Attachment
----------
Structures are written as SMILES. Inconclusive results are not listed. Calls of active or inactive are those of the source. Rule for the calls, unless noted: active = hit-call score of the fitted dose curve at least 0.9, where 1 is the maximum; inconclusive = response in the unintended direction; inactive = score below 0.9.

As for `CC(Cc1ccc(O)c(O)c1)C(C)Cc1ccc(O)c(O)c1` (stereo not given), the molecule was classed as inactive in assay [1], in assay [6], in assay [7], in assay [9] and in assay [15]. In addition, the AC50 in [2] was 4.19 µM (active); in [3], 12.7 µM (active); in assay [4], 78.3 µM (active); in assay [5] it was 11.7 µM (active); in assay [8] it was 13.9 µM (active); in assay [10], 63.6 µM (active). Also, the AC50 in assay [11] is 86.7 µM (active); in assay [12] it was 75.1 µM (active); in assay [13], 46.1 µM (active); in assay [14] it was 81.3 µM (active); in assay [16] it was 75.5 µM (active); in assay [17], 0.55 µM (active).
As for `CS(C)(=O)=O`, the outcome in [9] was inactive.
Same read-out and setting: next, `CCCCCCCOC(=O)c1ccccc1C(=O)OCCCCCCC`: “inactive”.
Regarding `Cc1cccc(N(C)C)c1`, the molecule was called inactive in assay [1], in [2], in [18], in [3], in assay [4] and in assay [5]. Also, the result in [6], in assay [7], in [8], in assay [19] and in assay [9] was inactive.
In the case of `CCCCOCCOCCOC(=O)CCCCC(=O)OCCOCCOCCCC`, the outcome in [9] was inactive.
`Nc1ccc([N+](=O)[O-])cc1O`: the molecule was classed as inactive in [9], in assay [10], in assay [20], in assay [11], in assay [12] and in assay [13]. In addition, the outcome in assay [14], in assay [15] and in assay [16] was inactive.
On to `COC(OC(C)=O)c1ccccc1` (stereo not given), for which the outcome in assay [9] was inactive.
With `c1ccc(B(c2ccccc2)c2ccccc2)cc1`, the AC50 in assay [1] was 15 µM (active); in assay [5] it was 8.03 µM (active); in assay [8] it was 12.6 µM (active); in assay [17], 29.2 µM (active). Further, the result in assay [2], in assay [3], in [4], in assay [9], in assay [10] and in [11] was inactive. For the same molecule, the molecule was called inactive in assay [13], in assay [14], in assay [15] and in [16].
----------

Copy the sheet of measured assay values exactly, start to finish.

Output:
Structures are written as SMILES. Inconclusive results are not listed. Calls of active or inactive are those of the source. Rule for the calls, unless noted: active = hit-call score of the fitted dose curve at least 0.9, where 1 is the maximum; inconclusive = response in the unintended direction; inactive = score below 0.9.

As for `CC(Cc1ccc(O)c(O)c1)C(C)Cc1ccc(O)c(O)c1` (stereo not given), the molecule was classed as inactive in assay [1], in assay [6], in assay [7], in assay [9] and in assay [15]. In addition, the AC50 in [2] was 4.19 µM (active); in [3], 12.7 µM (active); in assay [4], 78.3 µM (active); in assay [5] it was 11.7 µM (active); in assay [8] it was 13.9 µM (active); in assay [10], 63.6 µM (active). Also, the AC50 in assay [11] is 86.7 µM (active); in assay [12] it was 75.1 µM (active); in assay [13], 46.1 µM (active); in assay [14] it was 81.3 µM (active); in assay [16] it was 75.5 µM (active); in assay [17], 0.55 µM (active).
As for `CS(C)(=O)=O`, the outcome in [9] was inactive.
Same read-out and setting: next, `CCCCCCCOC(=O)c1ccccc1C(=O)OCCCCCCC`: “inactive”.
Regarding `Cc1cccc(N(C)C)c1`, the molecule was called inactive in assay [1], in [2], in [18], in [3], in assay [4] and in assay [5]. Also, the result in [6], in assay [7], in [8], in assay [19] and in assay [9] was inactive.
In the case of `CCCCOCCOCCOC(=O)CCCCC(=O)OCCOCCOCCCC`, the outcome in [9] was inactive.
`Nc1ccc([N+](=O)[O-])cc1O`: the molecule was classed as inactive in [9], in assay [10], in assay [20], in assay [11], in assay [12] and in assay [13]. In addition, the outcome in assay [14], in assay [15] and in assay [16] was inactive.
On to `COC(OC(C)=O)c1ccccc1` (stereo not given), for which the outcome in assay [9] was inactive.
With `c1ccc(B(c2ccccc2)c2ccccc2)cc1`, the AC50 in assay [1] was 15 µM (active); in assay [5] it was 8.03 µM (active); in assay [8] it was 12.6 µM (active); in assay [17], 29.2 µM (active). Further, the result in assay [2], in assay [3], in [4], in assay [9], in assay [10] and in [11] was inactive. For the same molecule, the molecule was called inactive in assay [13], in assay [14], in assay [15] and in [16].